Severe gypsy moth outbreak

Asked June 17, 2018, 12:27 AM EDT

I'm having a gypsi moth outbreak in my area. How concerned should I be? What can i do?

Washtenaw County Michigan insect issues gypsy moth

1 Response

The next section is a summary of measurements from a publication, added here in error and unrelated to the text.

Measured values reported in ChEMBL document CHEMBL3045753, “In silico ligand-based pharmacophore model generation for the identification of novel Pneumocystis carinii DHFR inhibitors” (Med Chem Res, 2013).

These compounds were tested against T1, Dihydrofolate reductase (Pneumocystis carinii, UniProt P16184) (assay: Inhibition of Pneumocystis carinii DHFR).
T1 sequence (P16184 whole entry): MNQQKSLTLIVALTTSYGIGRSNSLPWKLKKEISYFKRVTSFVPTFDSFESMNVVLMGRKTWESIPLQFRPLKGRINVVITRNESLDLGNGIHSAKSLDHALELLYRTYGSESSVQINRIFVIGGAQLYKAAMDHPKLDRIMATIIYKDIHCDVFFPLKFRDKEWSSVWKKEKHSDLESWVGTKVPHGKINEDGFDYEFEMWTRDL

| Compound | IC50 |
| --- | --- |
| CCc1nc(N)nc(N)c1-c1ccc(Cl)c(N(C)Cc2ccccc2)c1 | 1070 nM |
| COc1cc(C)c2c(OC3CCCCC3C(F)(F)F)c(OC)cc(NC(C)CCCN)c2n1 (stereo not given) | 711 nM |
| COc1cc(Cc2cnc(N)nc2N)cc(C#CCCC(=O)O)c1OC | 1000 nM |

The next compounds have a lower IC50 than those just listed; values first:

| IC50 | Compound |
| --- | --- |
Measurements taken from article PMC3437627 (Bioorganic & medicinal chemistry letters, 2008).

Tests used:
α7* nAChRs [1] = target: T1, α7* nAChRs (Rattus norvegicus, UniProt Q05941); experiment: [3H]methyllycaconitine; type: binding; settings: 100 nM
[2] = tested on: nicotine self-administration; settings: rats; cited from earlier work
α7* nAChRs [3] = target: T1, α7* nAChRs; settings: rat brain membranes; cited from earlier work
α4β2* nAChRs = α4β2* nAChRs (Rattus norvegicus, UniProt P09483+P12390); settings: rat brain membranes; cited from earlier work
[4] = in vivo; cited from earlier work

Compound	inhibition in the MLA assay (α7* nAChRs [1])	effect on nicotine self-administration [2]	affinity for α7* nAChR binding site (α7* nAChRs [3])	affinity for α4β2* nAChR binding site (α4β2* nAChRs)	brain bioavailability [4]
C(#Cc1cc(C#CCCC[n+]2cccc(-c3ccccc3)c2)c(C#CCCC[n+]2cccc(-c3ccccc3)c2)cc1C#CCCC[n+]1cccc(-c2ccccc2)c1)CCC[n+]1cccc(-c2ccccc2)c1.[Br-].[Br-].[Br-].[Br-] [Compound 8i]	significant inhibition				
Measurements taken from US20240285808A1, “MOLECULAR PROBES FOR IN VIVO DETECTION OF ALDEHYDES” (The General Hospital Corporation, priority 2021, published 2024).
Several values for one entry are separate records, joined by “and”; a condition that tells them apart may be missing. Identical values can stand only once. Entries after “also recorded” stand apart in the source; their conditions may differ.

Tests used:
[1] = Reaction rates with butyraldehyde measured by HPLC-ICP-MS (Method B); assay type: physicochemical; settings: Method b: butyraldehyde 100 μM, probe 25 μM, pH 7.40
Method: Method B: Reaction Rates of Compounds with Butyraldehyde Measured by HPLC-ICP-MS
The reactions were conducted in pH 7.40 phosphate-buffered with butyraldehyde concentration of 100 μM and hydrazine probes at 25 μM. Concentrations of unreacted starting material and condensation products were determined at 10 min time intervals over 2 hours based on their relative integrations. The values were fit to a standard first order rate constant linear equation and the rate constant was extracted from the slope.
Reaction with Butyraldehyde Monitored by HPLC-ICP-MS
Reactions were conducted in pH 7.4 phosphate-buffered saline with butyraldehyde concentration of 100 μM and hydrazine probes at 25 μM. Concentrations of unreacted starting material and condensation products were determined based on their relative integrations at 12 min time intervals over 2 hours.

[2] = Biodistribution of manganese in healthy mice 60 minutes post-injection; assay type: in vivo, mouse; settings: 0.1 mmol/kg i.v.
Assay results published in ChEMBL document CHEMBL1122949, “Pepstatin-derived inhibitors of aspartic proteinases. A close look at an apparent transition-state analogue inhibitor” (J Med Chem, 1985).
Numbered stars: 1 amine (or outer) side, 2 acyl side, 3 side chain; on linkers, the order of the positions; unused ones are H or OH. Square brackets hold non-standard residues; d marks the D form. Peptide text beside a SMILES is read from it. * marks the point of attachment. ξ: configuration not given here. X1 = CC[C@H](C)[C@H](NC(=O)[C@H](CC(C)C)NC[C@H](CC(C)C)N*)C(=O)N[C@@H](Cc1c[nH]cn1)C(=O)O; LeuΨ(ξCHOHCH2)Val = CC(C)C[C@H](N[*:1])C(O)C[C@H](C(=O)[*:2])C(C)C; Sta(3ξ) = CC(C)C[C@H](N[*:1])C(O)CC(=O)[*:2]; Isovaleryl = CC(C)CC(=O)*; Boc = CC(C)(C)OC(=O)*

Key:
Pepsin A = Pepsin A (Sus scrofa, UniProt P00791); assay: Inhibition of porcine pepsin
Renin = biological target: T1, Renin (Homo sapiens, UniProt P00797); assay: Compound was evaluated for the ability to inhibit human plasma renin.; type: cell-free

We are near the end of the time gypsy moth caterpillars will be feeding this year. Soon they will enter a stage where they change to a moth to lay eggs. Their populations go up and down in nature due mainly to a pathogen, Entomophaga maimaiga, which is a fungus that kills them during their caterpillar stage. The trouble is it was too dry in 2016 and 2017 in late spring and the fungus was not as active allowing populations to climb. This year is different with weekly rain periods allowing the fungus to grow. Though many callers are already reporting caterpillars dying (hanging straight down on trees) from the fungus this year, the feeding was serious in some areas. Trees like oaks and maples can rebound from being stipped of their leaves, while pines and spruce often do not. *Trees that were defoliated will work to put out a new set of leaves and as they do this make sure they are not also stressed by any droughts that may occur. At this stage do not let them feed on spruce and pine and watch for the dying caterpillars. If rain was timely we can have a very large die-off of caterpillars preventing them from reaching their adult stage and laying more eggs. This has happened in Washtenaw County numerous times since the late 1990's. Nature is too unpredictable but in most years we do not need to worry about them. If droughts do occur at the right time the insects population can quickly develop over the next year. See the following article which includes links for how to protect trees:http://msue.anr.msu.edu/news/growing_populations_of_gypsy_moth_caterpillars_raise_concern_for_landsc...